We're not immune to this sort of thing as IPs get rebooted all the time around Hollywood: Star Trek, Batman, etc.. Still, it's a little hard to swallow in the case of anime since it's often just "same shit, different day."

That said, I still enjoyed the pilot episode for FMA:Brotherhood.

Following the standard anime trope of giving you an action episode before any backstory, episode 1 (entitled "Fullmetal Alchemist") doesn't do any explaining, thrusting the viewer into a random chase sequence where a rogue alchemist on a mission to destroy has to be captured and it's up to Edward and Alphonse Elric to bring him in... or down.

Several major players are introduced, including Col. Roy Mustang and the boisterous and heavily-muscled Major Armstrong, and their powers and personalities are given plenty of screen time, but the majority of the episode is dedicated to quick action and teases at the overall mystery.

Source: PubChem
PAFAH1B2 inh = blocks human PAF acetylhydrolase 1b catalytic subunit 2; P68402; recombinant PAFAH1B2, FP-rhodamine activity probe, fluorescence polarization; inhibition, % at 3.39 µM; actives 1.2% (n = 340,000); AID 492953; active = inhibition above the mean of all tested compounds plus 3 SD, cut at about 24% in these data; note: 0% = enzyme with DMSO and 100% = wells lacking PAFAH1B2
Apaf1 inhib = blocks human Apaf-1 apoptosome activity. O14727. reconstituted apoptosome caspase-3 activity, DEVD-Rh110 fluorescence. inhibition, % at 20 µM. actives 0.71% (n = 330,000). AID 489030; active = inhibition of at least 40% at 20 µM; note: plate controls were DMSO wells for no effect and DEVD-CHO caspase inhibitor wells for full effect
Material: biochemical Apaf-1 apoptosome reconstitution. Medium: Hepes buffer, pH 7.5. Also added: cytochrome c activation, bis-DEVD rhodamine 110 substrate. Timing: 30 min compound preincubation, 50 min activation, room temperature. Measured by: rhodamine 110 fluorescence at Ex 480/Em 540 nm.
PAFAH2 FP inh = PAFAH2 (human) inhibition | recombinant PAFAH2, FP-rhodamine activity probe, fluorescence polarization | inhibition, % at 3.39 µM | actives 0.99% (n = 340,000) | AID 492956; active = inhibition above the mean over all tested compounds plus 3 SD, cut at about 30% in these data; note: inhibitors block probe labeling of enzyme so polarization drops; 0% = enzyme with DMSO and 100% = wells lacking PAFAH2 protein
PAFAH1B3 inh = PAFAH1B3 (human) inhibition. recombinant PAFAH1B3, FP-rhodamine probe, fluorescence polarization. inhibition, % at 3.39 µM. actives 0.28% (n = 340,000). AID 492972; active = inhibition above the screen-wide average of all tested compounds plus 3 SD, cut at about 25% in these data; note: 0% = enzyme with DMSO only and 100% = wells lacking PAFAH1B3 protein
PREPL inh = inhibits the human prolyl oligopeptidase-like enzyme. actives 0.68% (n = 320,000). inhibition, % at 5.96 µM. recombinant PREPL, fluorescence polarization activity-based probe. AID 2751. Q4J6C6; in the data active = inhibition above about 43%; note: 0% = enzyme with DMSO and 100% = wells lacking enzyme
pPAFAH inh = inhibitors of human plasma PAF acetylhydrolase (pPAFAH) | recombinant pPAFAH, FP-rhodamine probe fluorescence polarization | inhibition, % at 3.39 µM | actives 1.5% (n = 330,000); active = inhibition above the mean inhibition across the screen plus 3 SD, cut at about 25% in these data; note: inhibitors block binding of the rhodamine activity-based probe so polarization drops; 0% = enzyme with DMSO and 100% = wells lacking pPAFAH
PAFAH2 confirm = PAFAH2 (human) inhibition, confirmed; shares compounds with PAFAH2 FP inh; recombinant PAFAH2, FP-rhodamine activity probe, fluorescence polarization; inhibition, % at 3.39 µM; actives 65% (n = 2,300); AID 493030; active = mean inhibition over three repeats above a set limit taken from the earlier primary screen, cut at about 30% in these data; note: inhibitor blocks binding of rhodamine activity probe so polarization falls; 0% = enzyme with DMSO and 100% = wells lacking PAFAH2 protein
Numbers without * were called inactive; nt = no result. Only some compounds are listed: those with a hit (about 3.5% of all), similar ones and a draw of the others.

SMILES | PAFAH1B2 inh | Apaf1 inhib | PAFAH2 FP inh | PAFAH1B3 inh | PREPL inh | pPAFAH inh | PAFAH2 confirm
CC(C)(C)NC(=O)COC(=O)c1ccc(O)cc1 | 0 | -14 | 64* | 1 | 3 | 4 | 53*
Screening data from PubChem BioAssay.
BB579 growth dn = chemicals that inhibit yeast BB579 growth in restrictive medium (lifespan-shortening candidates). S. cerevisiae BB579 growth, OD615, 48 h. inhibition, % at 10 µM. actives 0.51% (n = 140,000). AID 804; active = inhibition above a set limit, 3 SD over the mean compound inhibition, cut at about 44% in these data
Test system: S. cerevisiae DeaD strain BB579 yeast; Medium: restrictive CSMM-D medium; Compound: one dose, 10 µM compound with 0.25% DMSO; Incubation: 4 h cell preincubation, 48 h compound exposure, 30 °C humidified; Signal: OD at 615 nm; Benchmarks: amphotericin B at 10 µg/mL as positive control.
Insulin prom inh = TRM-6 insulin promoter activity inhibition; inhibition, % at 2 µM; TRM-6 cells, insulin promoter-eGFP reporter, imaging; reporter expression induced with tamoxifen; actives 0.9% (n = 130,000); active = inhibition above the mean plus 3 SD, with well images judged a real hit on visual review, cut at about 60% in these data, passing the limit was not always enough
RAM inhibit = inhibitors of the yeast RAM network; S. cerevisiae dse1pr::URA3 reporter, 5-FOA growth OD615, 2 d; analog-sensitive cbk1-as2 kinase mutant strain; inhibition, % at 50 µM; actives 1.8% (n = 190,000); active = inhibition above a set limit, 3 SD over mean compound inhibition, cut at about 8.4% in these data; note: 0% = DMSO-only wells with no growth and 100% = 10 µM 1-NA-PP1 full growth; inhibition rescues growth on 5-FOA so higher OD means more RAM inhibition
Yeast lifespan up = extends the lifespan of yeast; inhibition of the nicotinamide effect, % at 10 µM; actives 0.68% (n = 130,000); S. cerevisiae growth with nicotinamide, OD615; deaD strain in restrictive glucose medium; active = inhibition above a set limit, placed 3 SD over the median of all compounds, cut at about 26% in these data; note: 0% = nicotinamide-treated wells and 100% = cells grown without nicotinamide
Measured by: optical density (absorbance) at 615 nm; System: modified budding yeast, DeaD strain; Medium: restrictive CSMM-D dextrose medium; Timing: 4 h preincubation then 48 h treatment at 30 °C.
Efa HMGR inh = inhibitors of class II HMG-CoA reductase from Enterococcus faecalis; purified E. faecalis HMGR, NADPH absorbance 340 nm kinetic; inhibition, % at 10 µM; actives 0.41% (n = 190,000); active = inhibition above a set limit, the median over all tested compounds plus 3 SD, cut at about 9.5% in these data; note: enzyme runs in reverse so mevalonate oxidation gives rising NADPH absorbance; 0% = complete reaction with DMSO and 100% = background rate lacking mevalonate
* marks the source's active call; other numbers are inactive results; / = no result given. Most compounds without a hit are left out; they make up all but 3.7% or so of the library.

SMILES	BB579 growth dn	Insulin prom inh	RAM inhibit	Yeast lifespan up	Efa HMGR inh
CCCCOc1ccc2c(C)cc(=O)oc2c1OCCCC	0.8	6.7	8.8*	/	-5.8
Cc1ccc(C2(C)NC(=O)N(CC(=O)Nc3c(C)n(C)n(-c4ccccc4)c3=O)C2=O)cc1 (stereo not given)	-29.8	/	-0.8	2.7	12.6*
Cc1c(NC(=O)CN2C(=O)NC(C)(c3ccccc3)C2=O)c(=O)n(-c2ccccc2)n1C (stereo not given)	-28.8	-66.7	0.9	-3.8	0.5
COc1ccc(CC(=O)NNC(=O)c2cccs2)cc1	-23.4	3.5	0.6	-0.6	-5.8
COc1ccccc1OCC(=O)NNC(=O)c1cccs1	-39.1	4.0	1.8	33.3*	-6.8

If you've read or seen the manga or previous series, then you know the basic setups for the all characters already and there are no real surprises so far other than the choice of intro villains. Even the denouement with Lust and Gluttony, two of several homunculi who form the main antagonists of the series, are filling the roles they've already done previously.

So, no alarms and no surprises, here.

I do like the higher resolution graphics and action, though. The alchemy is much more impressive this go'round and it's all much more flashy and pleasing, I just hope it doesn't fall into a rut of just giving me a slightly altered universe of the same things I've already seen before. I really want them to surprise me at some point in this series. I'm doing my best to avoid spoilers, so I'll have to just wait and see.